So if your church is real comfortable with God, Parent and Creator, the growing edge might be Jesus, who makes God down-to-earth, specific and in-your-face, personal, who moves us beyond God as “sacred blur” (in the words of one friend).
Or if your church just loves Jesus and honks for him every time, it might be good to remember that it didn’t all end at Calvary, that the Spirit is alive and at work here and now, teaching us new things.
And if you’re all up in the Spirit, digging the power and ecstasy, remember it’s not about how spiritual or spirited we are, for the Spirit teaches us to be Christ to our neighbors here and now, no matter who they are. You might want to think about who Jesus healed and ate dinner with. Who needs thaThe Trinity is a little gift of the church intended, among other things, to keep our heads and hearts spinning and our faith living. Given half a chance, it will remind us that whenever we think we’ve got God figured out, we don’t. (based on Stillspeaking Devotional for May 25, 2013; http://www.ucc.org/feed-your-spirit/daily-devotional/)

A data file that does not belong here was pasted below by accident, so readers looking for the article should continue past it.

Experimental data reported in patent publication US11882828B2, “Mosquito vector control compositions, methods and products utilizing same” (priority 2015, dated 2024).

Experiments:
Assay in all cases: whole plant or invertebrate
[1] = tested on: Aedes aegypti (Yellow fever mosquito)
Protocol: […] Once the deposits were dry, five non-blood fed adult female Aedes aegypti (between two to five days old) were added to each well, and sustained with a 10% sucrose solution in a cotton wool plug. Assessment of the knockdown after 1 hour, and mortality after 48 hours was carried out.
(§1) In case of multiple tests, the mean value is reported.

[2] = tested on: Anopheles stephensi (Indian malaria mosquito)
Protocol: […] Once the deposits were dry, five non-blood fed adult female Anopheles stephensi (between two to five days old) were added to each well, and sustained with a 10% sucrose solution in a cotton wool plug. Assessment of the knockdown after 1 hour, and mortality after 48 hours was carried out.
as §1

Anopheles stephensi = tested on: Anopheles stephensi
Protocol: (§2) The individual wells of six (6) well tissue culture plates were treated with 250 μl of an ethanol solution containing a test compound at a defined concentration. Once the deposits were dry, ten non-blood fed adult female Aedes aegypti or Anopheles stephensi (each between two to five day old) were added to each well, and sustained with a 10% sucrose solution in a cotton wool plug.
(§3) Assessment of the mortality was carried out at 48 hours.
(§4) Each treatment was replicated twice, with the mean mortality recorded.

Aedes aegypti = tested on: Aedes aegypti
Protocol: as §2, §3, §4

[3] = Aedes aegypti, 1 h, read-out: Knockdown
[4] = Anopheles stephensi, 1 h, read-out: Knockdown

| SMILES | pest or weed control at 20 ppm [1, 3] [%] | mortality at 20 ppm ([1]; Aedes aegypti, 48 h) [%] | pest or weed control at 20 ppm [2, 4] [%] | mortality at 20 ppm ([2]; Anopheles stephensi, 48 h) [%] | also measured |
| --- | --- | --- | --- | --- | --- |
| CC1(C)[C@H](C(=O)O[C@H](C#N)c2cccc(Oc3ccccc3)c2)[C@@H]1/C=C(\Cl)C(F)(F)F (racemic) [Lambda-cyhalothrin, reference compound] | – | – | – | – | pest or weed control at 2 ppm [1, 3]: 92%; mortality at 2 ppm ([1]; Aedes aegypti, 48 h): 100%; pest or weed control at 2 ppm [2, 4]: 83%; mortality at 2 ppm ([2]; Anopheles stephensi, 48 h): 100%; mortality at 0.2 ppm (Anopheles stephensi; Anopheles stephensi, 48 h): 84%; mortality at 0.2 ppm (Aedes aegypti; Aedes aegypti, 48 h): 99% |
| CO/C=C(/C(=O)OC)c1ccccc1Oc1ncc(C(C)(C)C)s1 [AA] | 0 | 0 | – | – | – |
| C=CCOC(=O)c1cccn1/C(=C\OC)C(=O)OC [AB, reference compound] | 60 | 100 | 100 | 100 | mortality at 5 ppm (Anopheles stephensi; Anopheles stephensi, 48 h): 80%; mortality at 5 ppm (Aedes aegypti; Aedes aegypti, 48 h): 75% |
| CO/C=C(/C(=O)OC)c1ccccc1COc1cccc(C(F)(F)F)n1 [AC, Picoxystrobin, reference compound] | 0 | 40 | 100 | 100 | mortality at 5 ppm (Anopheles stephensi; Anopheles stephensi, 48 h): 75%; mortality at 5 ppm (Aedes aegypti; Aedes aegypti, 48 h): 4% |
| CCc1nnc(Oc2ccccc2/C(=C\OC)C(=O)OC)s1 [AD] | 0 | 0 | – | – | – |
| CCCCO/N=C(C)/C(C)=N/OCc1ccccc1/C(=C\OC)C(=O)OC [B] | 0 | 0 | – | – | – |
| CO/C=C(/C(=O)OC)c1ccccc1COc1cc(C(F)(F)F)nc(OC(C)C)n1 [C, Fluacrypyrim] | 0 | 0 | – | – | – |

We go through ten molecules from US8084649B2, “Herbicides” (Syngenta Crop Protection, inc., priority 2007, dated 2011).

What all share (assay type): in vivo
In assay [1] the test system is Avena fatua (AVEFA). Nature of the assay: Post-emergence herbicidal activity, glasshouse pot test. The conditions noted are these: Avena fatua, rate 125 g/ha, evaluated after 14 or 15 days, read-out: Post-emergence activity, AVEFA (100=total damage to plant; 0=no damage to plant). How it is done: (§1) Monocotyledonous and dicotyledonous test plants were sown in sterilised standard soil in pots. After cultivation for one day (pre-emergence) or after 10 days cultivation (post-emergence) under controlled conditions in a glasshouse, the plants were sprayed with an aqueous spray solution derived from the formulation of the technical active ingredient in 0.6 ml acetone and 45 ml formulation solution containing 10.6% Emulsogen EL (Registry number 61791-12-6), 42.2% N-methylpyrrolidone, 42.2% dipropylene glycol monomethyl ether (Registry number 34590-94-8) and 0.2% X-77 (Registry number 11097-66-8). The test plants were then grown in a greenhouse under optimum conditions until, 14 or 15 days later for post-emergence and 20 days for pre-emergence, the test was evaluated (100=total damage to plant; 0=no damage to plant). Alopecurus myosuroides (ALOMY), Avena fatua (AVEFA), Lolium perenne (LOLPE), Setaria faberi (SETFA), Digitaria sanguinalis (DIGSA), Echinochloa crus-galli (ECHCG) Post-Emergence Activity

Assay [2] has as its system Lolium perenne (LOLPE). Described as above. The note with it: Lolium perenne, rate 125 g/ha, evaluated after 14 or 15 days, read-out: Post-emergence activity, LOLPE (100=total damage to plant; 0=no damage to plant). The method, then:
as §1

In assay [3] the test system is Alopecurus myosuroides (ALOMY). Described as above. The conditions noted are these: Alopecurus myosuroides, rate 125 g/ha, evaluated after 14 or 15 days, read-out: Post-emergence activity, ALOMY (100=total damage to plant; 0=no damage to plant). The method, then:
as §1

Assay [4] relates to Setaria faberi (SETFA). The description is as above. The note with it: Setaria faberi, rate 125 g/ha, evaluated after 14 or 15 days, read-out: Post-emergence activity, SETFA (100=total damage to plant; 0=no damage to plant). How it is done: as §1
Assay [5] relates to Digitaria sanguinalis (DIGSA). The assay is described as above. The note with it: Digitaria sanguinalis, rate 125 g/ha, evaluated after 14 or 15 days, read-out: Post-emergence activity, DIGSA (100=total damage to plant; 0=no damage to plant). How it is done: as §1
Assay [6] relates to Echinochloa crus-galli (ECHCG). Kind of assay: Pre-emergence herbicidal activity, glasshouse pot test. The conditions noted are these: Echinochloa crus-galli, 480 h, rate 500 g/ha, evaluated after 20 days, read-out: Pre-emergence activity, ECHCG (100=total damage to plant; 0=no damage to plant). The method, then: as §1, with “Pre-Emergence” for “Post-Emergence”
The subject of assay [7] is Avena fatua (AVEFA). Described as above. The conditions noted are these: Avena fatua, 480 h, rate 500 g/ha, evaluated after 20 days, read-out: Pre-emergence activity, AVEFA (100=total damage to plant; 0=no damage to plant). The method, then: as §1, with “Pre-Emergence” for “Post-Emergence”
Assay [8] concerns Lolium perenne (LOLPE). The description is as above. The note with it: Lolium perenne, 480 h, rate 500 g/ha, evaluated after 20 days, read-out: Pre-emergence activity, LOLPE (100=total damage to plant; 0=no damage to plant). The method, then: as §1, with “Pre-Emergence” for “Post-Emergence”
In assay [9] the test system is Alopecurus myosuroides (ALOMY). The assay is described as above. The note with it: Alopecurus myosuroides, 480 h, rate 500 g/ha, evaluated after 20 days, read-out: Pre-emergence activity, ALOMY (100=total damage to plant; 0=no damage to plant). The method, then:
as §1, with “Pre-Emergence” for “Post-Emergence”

You might want to think for a moment about which part(s) of the Trinity don’t come as easily to you as the other(s). It might be a good exercise to focus on each person of the Trinity as you pray, to get a fuller experience of the awesomeness, the personal love, and the intimacy of God in your life.